NBA: 5 Teams That Are In Serious Financial Trouble

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2. Miami Heat

Jun 16, 2013; San Antonio, TX, USA; Miami Heat small forward LeBron James (6) reacts during the fourth quarter of game five in the 2013 NBA Finals against the San Antonio Spurs at the AT

The Heat have a projected payroll of about $86 million in 2013-14, which is the highest figure in the NBA. They paid a little more than $13 million in taxes this past season, and like the Nets, they will be lucky to pay anything that low next year.

While the BRI is projected to go up next season, the projected benefits will also rise. So, even if the luxury level is more favorable next season, the Heat, and other tax paying teams, will have to contend while owing a massive paycheck to the league.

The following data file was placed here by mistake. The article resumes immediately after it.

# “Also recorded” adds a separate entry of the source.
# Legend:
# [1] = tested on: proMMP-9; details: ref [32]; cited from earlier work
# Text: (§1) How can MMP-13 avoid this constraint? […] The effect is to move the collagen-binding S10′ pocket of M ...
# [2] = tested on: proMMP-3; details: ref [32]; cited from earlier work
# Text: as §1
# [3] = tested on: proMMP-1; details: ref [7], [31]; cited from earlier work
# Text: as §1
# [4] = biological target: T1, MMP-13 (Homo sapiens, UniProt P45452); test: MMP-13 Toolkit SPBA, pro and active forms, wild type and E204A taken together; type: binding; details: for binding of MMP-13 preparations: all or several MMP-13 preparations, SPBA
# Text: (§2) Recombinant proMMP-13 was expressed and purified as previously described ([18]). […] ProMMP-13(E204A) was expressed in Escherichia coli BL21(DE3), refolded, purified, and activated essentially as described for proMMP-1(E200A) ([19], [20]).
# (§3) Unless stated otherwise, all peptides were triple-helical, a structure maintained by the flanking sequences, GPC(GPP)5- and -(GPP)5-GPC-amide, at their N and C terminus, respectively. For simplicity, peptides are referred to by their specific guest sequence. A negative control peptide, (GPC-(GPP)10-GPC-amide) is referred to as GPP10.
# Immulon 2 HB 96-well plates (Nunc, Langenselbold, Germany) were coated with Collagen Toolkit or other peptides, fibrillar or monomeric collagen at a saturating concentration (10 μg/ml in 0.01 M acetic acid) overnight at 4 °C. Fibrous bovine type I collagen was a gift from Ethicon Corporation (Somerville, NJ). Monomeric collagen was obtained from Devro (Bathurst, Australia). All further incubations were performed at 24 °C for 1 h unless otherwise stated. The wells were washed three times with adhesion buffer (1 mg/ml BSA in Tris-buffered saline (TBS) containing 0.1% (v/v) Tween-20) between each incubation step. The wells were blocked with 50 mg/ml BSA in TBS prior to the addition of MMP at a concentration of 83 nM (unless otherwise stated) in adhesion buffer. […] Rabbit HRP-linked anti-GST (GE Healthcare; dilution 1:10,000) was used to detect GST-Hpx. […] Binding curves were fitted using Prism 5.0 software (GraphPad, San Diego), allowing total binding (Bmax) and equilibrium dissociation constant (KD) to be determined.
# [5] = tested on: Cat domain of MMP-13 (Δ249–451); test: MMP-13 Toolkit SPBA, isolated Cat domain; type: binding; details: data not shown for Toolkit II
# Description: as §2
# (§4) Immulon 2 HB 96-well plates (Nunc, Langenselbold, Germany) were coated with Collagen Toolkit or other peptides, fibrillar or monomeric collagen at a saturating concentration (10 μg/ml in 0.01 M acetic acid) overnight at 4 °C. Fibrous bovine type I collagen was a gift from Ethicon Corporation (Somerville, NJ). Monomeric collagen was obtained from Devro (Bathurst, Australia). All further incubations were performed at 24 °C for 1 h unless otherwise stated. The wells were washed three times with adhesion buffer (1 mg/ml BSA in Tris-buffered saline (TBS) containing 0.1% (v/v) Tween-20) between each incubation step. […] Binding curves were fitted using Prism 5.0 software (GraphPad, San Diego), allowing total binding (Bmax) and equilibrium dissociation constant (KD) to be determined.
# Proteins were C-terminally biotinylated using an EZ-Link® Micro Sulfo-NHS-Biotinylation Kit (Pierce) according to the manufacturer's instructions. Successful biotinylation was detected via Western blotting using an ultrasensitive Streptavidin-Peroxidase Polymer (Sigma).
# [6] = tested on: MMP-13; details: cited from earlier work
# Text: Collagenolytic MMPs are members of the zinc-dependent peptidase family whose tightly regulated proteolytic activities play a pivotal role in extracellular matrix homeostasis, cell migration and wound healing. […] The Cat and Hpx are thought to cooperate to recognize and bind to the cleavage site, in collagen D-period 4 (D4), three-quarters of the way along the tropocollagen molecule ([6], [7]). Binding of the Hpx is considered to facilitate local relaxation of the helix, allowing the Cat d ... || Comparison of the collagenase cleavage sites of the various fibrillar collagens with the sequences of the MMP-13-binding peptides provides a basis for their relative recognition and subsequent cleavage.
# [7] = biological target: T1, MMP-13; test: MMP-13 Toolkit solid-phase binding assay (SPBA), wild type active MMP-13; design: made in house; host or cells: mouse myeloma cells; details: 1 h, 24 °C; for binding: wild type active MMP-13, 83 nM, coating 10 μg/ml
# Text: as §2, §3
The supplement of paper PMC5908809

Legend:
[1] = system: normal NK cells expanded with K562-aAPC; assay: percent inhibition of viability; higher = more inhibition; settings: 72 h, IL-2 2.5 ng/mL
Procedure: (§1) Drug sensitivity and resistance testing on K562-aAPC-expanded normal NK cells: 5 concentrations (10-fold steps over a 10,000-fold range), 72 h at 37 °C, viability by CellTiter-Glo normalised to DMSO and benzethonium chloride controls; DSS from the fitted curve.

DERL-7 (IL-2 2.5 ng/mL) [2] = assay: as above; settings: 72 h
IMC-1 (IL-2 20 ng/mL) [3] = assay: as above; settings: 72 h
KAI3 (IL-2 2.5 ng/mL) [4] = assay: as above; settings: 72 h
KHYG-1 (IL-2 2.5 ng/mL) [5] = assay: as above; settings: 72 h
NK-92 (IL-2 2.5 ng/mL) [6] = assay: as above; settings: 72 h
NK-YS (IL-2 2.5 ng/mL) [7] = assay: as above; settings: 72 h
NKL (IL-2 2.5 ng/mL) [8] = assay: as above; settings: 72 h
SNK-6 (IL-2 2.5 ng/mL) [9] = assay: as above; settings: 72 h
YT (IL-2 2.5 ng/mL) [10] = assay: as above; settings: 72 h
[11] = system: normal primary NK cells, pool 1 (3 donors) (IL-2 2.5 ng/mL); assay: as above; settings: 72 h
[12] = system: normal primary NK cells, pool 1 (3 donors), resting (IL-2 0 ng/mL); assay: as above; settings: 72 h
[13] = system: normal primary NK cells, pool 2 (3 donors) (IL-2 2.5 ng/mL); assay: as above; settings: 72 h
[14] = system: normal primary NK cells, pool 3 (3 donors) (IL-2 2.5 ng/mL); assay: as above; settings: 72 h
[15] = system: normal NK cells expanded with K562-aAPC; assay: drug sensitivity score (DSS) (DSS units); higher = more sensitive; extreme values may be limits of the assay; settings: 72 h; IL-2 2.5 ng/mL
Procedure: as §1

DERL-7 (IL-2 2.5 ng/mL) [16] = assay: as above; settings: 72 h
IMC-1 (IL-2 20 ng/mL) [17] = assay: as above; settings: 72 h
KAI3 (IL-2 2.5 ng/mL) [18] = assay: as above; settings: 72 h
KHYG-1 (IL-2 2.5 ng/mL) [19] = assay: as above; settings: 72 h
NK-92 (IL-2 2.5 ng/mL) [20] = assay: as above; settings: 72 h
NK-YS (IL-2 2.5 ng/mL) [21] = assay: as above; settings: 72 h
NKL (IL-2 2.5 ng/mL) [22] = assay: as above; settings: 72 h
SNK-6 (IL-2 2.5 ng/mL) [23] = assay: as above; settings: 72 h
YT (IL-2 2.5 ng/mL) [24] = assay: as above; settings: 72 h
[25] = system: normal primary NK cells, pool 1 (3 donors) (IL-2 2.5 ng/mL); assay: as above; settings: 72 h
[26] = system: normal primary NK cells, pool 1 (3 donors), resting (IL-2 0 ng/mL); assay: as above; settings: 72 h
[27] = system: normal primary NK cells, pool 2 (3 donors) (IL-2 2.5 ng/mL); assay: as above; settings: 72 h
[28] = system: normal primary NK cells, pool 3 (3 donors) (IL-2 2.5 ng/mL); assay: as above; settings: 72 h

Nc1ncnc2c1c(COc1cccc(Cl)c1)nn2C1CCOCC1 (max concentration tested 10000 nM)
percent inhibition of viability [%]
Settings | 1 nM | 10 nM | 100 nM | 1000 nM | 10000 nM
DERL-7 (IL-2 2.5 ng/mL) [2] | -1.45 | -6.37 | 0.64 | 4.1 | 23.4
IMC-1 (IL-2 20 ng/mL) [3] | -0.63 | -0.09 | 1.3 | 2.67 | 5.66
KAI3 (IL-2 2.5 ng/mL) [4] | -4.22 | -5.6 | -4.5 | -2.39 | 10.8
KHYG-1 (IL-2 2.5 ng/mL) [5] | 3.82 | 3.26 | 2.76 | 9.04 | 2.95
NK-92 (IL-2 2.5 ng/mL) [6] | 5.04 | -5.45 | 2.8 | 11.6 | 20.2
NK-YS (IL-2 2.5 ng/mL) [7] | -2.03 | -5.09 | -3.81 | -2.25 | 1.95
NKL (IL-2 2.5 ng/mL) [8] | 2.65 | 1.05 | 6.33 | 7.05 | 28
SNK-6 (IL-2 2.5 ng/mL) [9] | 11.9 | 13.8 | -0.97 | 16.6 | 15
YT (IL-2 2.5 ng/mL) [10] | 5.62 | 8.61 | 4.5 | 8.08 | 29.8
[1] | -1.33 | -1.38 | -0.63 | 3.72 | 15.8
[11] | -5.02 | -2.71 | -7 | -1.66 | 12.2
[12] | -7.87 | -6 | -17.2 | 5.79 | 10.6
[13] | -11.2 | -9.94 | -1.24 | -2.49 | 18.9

Miami’s tax rates will also increase next year. If they had those same rates last year, they would have owed $24 million, nearly five million more than LeBron James’ annual salary and six million more than Dwyane Wade’s annual salary.

I put the Heat second because frankly, as the team’s general manager, you are getting what you pay for. No one wants to pay a quarter of $24 million in taxes, but at the same time, the Heat have been a constant finals fixture for three years.